Please feel free to download and print this high resolution image.
If you pin it to Pinterest, I'd appreciate it if you could add a link to my blog.

So, I hope I’ve helped you in some small way on your journey towards a successful online business – and if you have any tips of your own that you’d like to pass on, please brave the captcha (sorry!) and leave them in the comments.

Thursday, 19 December 2013

2014 - the Year of the Creative Comment?

When I was at school, back in the Dark Ages, nobody talked about ‘creative writing’; back then it was called ‘composition’. And there two words that we were taught to avoid using in our compositions – ‘got’ and ‘nice’. 

Nowadays there are two different words that I think are over-used to such an extent that they've become virtually meaningless. Those words are ‘quirky’ and ‘awesome’ – and I might even add a third - ‘amazing’.

In themselves, there’s absolutely nothing wrong with those words but I think they are suffering from over-use and crowding out other words that would perhaps make our writing more interesting and sometimes more specific in meaning. 

We are lucky that our English language is one of the richest in the world.  So often we have the choice of several words of similar but ever-so-slightly different meaning, probably because we have adopted and adapted so many words from the languages of the various invaders who have occupied our islands throughout our history. 

Of course the ubiquitous ‘like’ or ‘favourite’ buttons mean that we don’t need to think about what we write and sometimes we’re in such a rush that these twenty-first century innovations are invaluable. 

But I would hate to see our language descend into a kind of ‘tick-the-box’ form of communication; it would be such a waste of all those lovely words we have at our disposal!

Take, for instance, ‘galumptious’. I discovered that Roald Dahl uses it - as well as the electrician who was working on my house and used the word to describe one of my friends! 

Although the Merriam Webster dictionary doesn’t list it, I found a definition:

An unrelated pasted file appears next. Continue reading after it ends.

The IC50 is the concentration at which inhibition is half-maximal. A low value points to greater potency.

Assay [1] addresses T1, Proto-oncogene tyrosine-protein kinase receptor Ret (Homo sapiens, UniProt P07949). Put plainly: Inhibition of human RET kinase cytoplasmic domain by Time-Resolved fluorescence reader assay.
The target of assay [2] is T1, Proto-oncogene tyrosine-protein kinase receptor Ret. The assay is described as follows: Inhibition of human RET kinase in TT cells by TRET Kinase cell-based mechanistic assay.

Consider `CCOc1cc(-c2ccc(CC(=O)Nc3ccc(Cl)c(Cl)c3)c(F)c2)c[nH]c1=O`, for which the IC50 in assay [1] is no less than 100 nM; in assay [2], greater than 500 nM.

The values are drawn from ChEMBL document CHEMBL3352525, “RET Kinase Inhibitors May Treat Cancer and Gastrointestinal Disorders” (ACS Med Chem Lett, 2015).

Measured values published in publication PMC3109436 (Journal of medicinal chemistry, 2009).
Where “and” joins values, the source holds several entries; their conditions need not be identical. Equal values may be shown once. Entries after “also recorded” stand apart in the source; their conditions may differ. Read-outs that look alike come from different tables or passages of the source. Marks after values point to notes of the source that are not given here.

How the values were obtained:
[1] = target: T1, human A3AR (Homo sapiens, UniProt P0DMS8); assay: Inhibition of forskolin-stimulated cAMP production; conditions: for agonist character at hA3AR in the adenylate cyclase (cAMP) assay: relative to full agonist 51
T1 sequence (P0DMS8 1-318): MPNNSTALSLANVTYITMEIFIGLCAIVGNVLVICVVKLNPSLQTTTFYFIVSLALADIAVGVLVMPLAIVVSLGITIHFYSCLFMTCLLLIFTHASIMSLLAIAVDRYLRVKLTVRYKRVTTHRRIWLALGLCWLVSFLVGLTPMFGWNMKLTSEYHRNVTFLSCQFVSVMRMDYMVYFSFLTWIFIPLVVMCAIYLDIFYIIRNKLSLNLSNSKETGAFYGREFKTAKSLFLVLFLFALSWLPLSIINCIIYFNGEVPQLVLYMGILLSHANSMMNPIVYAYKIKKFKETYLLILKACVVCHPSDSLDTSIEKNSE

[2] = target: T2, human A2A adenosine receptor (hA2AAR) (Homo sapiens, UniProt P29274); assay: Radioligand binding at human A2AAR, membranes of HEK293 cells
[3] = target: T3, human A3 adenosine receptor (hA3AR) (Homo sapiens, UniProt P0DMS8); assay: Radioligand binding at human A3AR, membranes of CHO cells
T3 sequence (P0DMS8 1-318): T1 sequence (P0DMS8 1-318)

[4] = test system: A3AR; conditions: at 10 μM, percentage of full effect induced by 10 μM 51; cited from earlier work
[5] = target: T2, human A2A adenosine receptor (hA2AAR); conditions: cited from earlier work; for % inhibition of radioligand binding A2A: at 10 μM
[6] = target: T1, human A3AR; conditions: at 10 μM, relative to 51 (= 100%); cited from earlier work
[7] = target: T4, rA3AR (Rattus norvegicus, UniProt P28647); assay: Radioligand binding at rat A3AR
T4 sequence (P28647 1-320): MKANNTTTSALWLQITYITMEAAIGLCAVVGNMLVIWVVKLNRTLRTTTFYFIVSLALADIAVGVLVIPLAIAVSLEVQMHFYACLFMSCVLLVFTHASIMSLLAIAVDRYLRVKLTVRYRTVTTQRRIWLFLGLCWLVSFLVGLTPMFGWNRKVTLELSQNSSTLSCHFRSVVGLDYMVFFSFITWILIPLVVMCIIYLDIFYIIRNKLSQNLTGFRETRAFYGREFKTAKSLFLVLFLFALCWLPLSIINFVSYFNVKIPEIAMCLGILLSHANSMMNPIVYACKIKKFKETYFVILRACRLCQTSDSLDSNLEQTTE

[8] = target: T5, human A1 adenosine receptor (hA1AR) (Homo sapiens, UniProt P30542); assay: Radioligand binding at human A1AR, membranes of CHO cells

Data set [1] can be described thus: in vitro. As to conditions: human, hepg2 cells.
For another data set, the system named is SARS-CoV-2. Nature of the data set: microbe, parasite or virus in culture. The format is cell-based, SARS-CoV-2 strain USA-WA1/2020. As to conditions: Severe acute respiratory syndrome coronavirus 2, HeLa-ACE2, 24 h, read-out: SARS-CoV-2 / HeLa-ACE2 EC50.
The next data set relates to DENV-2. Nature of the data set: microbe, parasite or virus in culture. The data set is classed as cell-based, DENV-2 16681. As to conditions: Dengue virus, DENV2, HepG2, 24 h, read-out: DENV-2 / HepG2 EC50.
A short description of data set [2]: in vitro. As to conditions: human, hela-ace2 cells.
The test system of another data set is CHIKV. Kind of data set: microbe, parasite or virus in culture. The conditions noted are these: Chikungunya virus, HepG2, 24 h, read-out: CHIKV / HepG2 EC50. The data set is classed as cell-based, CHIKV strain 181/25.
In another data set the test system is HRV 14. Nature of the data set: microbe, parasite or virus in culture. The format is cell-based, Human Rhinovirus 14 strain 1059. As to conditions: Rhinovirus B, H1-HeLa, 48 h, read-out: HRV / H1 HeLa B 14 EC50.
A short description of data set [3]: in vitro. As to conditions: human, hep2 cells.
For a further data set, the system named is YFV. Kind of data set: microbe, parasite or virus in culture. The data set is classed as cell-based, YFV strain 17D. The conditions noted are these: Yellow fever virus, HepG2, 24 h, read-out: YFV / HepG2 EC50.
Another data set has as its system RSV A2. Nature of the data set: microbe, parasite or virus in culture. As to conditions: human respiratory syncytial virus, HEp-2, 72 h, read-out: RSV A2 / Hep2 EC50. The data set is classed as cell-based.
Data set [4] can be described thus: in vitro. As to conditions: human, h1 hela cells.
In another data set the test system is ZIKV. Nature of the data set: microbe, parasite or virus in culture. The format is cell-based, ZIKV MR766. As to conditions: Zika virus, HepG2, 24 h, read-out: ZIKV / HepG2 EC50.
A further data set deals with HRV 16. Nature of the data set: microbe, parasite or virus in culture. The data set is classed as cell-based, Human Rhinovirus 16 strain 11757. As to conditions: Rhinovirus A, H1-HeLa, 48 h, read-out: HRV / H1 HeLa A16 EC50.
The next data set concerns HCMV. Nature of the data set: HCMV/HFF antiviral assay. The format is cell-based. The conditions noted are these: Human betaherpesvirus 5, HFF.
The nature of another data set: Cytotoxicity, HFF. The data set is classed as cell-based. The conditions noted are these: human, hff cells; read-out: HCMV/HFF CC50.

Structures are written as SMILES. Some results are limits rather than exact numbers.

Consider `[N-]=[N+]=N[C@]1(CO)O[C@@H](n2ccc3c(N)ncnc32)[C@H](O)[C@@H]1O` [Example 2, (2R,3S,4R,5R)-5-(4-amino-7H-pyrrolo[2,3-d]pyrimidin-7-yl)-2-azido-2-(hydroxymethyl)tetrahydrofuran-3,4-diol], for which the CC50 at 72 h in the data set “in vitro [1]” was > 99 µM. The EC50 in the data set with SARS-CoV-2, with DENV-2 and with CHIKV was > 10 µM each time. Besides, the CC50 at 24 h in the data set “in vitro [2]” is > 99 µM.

adj. - tiptop; first-rate; superlatively good

Merriam Webster does, however, have a definition for another of my favourites, splendiferous – 

:  extraordinarily or showily impressive
— splen·dif·er·ous·ly adverb
— splen·dif·er·ous·ness noun

But we don’t need to use an esoteric dictionary like this one to make our comments more meaningful. Here are some alternatives from an online thesaurus that could be useful, most of them fairly common words:

And here's an interesting one that I came across on twitter - 'bodacious'!
A blend of 'bold' and 'audacious', here's a definition.

So next year I’m going to resolve to restore some of the colour to my comments by broadening my vocabulary - even if it occasionally means resurrecting some of our wonderfully expressive words that have fallen into neglect. It’s all part of being creative!

Who's going to join me?

Thursday, 12 December 2013

Who has time to read these days?

Teaching reading to those who struggle with it is one of my passions. I cannot imagine a life in which I was unable to read and I firmly believe that no child should be denied either the pleasure or the practical uses of reading because of inadequate teaching.

But I’m beginning to wonder whether, at some point, the ability to read will cease to play such an important part of our lives. Will future generations look back at our times and wonder why we made such a big deal of it?

Experts on using the social media for business suggest that we monitor the response to our social media updates to see which kind of posts are most ‘engaging’. Facebook provides us with ‘Insights’ to measure just that and, as predicted, it’s updates with images, the bigger the better, that get the most response.

Great! As an artist/designer, I’m happy to provide images for my updates, accompanied by just a few lines of text, a link and maybe a hashtag or two. Excellent! Easy! 

But wait – is anyone actually reading the text? Some of the hilariously inappropriate comments I’ve had suggest that the answer is 'no'! And is anyone clicking on the link? Analytics suggest that clicks on the links are few and far between.

Which all leads me to ask the questions, how often are we bothering to read?